Citing voter problems with new electronic machines during the May primary, advocacy groups yesterday urged Allegheny County to establish a citizens advisory panel.
The People for the American Way Foundation monitored polls in 15 districts in Allegheny County during the primary and concluded there were wide-ranging problems with the new iVotronic electronic voting machines.
Elections officials have said they were pleased with the debut of electronic touch-screen voting and that most voters quickly adapted to the new system. Officials said problems reported were isolated and could be remedied by November.
"We had problems but they were very few considering the size of the change we made," county Chief Executive Dan Onorato said the day after the primary.
The groups, which included the Black Political Empowerment Project, VotePA and the League of Young Voters, said problems fit into four distinct categories, including difficulties experienced by disabled voters and a lack of confidence in the new machines.
The groups have sent a letter to John DeFazio, chair of the county Board of Elections, listing the problems and requesting that he form an advisory panel before the November elections.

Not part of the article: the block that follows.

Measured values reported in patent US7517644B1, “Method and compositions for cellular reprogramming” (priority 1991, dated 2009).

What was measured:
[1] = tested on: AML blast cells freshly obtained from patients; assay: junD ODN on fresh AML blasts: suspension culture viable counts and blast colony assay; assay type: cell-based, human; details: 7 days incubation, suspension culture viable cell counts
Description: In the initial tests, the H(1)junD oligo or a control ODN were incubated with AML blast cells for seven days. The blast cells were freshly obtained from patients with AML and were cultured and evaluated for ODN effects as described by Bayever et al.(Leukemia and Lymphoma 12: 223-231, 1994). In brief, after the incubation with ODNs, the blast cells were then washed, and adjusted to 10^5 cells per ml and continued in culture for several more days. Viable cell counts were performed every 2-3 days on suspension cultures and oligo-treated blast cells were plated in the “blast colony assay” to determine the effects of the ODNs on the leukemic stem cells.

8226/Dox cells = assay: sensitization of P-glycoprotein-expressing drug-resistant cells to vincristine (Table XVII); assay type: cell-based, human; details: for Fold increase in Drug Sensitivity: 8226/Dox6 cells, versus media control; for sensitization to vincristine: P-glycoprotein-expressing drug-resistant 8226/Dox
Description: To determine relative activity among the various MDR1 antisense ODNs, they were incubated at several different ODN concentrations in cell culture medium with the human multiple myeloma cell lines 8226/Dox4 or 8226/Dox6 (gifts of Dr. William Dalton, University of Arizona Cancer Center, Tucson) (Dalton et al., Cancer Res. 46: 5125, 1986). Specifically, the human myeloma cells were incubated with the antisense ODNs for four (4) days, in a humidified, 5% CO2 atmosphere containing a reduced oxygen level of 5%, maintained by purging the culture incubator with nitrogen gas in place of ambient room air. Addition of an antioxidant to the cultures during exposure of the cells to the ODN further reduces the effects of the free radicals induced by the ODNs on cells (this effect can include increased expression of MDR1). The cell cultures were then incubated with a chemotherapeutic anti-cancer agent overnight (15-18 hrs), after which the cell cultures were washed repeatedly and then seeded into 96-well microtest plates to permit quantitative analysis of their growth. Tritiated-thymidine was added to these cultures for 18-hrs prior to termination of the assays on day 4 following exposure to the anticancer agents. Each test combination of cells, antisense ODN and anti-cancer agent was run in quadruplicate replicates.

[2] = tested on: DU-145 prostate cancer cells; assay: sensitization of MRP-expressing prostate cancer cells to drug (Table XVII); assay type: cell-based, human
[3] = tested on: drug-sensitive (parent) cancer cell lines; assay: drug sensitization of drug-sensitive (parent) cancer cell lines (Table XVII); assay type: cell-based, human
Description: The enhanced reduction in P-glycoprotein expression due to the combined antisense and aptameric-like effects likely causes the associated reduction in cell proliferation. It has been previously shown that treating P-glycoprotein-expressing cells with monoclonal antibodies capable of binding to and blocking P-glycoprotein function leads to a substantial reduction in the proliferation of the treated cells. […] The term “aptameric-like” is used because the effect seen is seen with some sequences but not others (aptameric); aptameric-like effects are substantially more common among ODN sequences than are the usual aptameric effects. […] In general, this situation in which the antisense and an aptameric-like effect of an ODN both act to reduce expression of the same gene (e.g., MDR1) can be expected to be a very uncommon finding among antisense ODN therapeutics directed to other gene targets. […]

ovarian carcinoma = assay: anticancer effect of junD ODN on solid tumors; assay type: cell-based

They alleged serious procedural, operational and design issues, which were documented in post-voting interviews and observations during the May 16 primary. They were also concerned that a number of absentee ballots were not counted.
"These aren't vending machines. They're voting machines," said Dr. David A. Eckhardt, a lecturer in the computer science department at Carnegie Mellon University and an author of the report. "What's at stake is more than 50 cents or filling out a refund form. Don't we deserve the best available assurance that these machines work right every time?"
The groups said the machines ran program code not legally certified for use in Pennsylvania and that the security model used by the county was ineffective and left little reason to believe the election results.
They also cited problems the county experienced, including the failure by some poll workers to obtain a printed "zero-vote" count from the machines before the polls opened at 7 a.m. The zero-vote count is necessary to ensure no votes are stored on the machines before official voting begins.
"Printing an honest zero tape before the polls open to show that each electronic ballot box is empty at the start of voting is one of the few safeguards these machines have," said Marybeth Kuznik, executive director of the statewide VotePa alliance.
The groups were concerned that voters would be disenfranchised en masse come November.
"Every eligible Allegheny County voter must be guaranteed the right to vote and have that vote counted," the People for the American Way Foundation wrote in the conclusion of its report.
Moustafa Ayad can be reached at firstname.lastname@example.org or 412-263-1731.